Jobs Are Not Nouns, They're Verbs

What do you want to be when you grow up?

“Project manager!”, said no one ever.


Here’s a list of things kids dream of being when they grow up: Doctor. Veterinarian. Musician. Nurse. Athlete. Pilot. Actor. Painter. Writer. Lawyer. Fashion Designer. Graphic Artist. Astronaut. Computer programmer. Firefighter. Police officer. Scientist.


How come no kid is laying in bed, envisioning life as an advertiser, advisor, analyst, consultant, sales rep, marketer, or most any white collar job?


It has to do with verbs.


Let me explain.


When someone asks “What do you do for work?”, we typically answer with a noun. We state what we are. “I’m a barista.” “I’m a dancer.” “I’m a flight attendant.” “I’m an entrepreneur.” “I’m the Head of HR.” (Or the strange, echolocation answer, “I’m in advertising.”)


But when someone asks, “What do you do for fun?”, we always answer with a crisp action verb. The “doing” is easily imagined. I walk, run, skate, knit, ski, read, etc.


Now, go back and look at why those “dream jobs'' stand out. It’s because we can picture what verbs each of those professionals seemingly spend the most time doing, i.e., playing the violin, teaching in a classroom, putting out fires, acting on stage, arresting “bad guys,” flying planes, going into space, or running experiments in a lab.


Beyond self-expression or helping others, there’s some sort of perceived agency; a direct correlation between input and outcome.


Because our jobs are not nouns. They are verbs.


Picture for me any of these verbs: consult, manage, market, analyze, or “be the head of.”


They are too obscure or nuanced to explain, let alone experience. That’s because all of those concept verbs are hiding the rat’s nest of action verbs that come with the hierarchies, bureaucracies, ambiguities, policies, politics, and social dynamics of white collar work.


No one wants to be John from State Farm, they want to be Jake from State Farm.


Because, while Jake performs on TV commercials, John is stuck doing a bevy of unceremonious tasks like:

  • Email follow up

  • Data entry

  • Pitching a client

  • More meetings

  • Gossipping

  • Being interrupted

  • Getting roped into some last minute work

  • Dealing with a problem customer

  • Conducting performance reviews

  • Writing case studies

  • Persuading coworkers to do it his way

  • Drafting a statement of work

  • Putting together a one-pager

  • Editing the same presentation for the 16th time

  • Killing time while looking busy

In the white collar world, there is a gulf between a job title and what that job actually entails. This causes so much angst with folks because when it comes to work, you’ll brag about your noun, but you’ll judge yourself (and be judged) on your verbs.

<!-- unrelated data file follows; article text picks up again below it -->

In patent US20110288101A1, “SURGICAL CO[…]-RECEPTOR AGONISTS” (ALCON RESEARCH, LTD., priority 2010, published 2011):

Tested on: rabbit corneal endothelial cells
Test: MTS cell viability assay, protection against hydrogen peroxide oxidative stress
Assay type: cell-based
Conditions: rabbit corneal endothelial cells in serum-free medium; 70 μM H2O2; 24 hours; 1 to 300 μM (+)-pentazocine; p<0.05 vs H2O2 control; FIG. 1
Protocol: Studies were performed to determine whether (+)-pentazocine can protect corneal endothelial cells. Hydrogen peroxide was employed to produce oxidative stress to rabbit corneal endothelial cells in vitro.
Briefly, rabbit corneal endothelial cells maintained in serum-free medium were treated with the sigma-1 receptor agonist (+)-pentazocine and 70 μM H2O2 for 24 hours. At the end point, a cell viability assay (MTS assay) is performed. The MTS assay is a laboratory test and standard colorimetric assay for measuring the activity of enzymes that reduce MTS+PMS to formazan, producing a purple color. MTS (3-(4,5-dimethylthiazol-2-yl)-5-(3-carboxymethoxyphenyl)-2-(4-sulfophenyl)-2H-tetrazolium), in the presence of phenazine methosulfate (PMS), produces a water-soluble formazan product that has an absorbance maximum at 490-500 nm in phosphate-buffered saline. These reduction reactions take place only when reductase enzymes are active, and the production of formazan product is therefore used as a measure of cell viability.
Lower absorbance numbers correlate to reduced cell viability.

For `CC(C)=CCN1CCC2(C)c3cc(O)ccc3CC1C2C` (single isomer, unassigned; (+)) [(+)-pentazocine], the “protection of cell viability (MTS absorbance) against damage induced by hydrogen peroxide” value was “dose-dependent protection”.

So if you’re wanting to change jobs or do something else, first ask someone who has that title, “What does your job entail?” and then ask, “How often do you (the thing you might be interested in doing)?" And maybe even, “What’s the worst part about your job?”


There will be verbs. There will always be verbs. What’s more, two people with the same job title at different companies may be acting out completely different verbs every day.


No job is pure verbing bliss. Scientists don’t want to write grants. Teachers don’t want to deal with administrators. Nurses don’t want to learn new patient management software. Hopefully the BS verbs that come with any occupation are limited or can be culled, because to swallow what you do day in and day out, you’ll either have to enjoy:

  • the majority of the verbs that fill your day

  • the people you’re around while enacting your verbs

  • the money you make verbing, or

  • the impact your verbs have on some outcome


Be careful hunting for nouns if all you really want is the verb


A few years back I was toying with the idea of becoming a full-time writer. I quite enjoy the craft of writing, the “wrestling with a bear in a dimly lit corn maze” as I’ve said before, but did I want to be a writer? A colleague of mine is a big-time journalist. He gave me a great piece of advice:


Finding stories is harder than reporting or writing them. I spend about 50% of my time looking for stories. I spend 45% of my time reporting. I spend barely 5% of my time writing. That's because in many ways, the magazines are paying me less for my ability to report and write (though clearly I have to do that well) than for my ability to find a story that is perfect for them. It's really hard. I will spend as much time researching a pitch -- only to discard it when I decide it isn't quite good enough -- as a newspaper staffer would spend reporting and writing a 2,000-word feature they publish.


5%.


What’s the lesson here?


You don’t have to become a writer to write. You don’t have to be a painter to paint. The creative noun is a 24/7 identity filled with all kinds of ancillary verbs that may drive you nuts. The creative verb is something you can express any moment you want.


After all, our life is one continuous chain of verbs, one moment after another.


Choose them wisely.

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